In another absurd coincidence, Sally, now married to a detective, has discerned that her husband in tracking not only the drug-trafficking plot, but suspects Henry Stevenson’s involvement. Clearly still harboring some feeling for him, Sally makes a visit to Henry to tell him what she knows and, later, is another of Leona’s telephonic visitors. Several times, moreover, a stranger, named Waldo Evans (Harold Vermilyea), calls, asking to speak to Leona’s husband, and finally revealing that the illegal activities have been foiled by the police, the house burned to the ground.

     Bit by bit, piecing together the series of information she has acquired, Leona comes to realize, too late, that the conversation concerning the 11:30 murder has been about her, and that the client was Henry. In a final call from her husband, Leona reveals her knowledge at the very moment that Henry tries to help her escape the approaching murderer. Despite the fact that we now know that Leona has been perfectly healthy all along, in her own mind she remains a frail cripple, unable to even call out for help, thus ensuring her own death.

     As I’ve said, the story is quite ludicrous. But Litvak keeps out attention by shifting our emotional responses to the central characters. Just as his camera hovers over and circles what we first see as a sickly and frightened woman, so, as the plot unfolds, do we shift and transfer our emotions regarding her.

     Early on we realize that it is her sexually philandering father, James Cotterell (Ed Begley) who is the real villain, not only for giving her nearly everything she has wanted, but for years insisting that she remain with him as a kind of surrogate wife. Similarly, it is he who has entrapped Henry in a meaningless job even more than his demanding wife has captured him in their marriage. Leonara’s darkened room, littered with vials of pills and entertainment magazines becomes a symbol of both their imprisonments.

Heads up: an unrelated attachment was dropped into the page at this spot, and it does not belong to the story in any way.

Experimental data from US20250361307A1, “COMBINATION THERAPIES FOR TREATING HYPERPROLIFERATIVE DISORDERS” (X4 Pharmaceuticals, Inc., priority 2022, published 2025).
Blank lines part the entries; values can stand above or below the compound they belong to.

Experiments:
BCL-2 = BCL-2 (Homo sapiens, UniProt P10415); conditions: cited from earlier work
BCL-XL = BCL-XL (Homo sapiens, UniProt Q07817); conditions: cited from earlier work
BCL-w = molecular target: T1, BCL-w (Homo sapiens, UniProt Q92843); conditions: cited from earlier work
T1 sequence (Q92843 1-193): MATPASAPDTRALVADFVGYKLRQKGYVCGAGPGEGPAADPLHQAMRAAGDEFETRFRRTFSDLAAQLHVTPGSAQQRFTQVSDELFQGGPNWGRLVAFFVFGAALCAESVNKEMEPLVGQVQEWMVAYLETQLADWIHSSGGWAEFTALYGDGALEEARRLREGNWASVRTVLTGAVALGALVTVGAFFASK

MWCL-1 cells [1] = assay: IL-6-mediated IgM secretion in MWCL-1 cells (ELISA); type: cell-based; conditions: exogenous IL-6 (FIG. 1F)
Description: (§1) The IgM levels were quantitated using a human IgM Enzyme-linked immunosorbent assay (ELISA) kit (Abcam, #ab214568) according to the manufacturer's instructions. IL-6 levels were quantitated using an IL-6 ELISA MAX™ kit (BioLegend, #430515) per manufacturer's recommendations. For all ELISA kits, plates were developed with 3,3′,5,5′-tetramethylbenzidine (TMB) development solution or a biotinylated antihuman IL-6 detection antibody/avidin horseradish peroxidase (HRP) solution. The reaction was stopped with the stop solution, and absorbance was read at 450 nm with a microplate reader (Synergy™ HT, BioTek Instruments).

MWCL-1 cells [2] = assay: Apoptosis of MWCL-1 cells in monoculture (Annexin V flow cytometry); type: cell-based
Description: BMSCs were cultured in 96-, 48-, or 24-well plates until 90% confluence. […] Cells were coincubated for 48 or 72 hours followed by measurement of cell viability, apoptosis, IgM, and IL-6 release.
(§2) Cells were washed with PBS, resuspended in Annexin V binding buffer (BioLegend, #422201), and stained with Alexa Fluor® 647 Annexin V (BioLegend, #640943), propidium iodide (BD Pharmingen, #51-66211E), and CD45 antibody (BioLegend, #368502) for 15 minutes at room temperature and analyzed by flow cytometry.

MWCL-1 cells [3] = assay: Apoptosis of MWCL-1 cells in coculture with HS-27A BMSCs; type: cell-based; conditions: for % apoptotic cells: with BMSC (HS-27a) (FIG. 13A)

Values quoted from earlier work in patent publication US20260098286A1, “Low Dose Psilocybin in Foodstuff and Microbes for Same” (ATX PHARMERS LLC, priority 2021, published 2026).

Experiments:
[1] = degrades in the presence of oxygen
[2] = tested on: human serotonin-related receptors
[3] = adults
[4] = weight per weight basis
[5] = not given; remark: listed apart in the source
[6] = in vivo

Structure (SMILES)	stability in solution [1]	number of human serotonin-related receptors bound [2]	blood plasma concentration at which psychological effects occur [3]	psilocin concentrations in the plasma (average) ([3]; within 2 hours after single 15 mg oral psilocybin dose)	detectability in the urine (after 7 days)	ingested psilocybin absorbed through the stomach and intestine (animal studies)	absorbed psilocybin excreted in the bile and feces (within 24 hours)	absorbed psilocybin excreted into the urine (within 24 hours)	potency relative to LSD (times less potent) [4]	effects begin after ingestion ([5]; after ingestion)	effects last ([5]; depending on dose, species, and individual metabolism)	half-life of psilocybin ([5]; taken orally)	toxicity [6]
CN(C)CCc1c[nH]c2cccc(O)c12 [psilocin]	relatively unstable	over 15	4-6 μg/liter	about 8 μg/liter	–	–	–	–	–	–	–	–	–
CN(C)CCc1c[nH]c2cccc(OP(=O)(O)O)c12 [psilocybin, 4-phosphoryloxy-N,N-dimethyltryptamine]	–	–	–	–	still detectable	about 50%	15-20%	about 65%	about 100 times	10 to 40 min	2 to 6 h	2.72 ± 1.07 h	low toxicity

Outside this outhouse environment, things are even stranger and bleaker. Sally’s home is portrayed as an unpleasant one, her husband and another friend drinking as they plot their strategies, she forced to herself to go under cover, so to speak, to discover the truth. Henry’s secretary, evidently, lives in a rooming house where she spends her nights playing bingo.

     Worst of all is the strange world Henry has created to carry out his fraud. The beach itself, with its ever-present clam digger-guardian, the desolate shack and boarded-up house, and the quick visits by desperate plotters create an almost surrealist landscape that represents everything but the “good life” Henry has sought.

      In the end, all the figures of Sorry, Wrong Number, including the well-meaning Sally, have used each other in search of their own desires and needs. If the telephone, as the film’s prologue states, is “a link between millions of lives,” it is also—at least in this work—a tool of isolation, disorientation, even “death,” a fact of which we might remind us of ourselves in our constantly text-messaging, twittering babel of communications.

Los Angeles, November 4, 2012